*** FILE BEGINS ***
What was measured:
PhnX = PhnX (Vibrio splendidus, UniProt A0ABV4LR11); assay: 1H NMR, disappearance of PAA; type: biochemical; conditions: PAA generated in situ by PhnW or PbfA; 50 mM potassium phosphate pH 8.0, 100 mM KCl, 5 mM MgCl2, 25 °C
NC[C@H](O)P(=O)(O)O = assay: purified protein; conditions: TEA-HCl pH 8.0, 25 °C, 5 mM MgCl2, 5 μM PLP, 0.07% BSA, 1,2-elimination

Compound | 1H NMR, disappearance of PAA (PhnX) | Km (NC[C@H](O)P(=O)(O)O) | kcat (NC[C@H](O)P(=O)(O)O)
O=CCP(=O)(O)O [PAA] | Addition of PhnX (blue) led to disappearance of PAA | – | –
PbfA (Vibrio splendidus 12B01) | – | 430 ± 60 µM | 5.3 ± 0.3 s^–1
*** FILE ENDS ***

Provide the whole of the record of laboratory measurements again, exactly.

What was measured:
PhnX = PhnX (Vibrio splendidus, UniProt A0ABV4LR11); assay: 1H NMR, disappearance of PAA; type: biochemical; conditions: PAA generated in situ by PhnW or PbfA; 50 mM potassium phosphate pH 8.0, 100 mM KCl, 5 mM MgCl2, 25 °C
NC[C@H](O)P(=O)(O)O = assay: purified protein; conditions: TEA-HCl pH 8.0, 25 °C, 5 mM MgCl2, 5 μM PLP, 0.07% BSA, 1,2-elimination

Compound | 1H NMR, disappearance of PAA (PhnX) | Km (NC[C@H](O)P(=O)(O)O) | kcat (NC[C@H](O)P(=O)(O)O)
O=CCP(=O)(O)O [PAA] | Addition of PhnX (blue) led to disappearance of PAA | – | –
PbfA (Vibrio splendidus 12B01) | – | 430 ± 60 µM | 5.3 ± 0.3 s^–1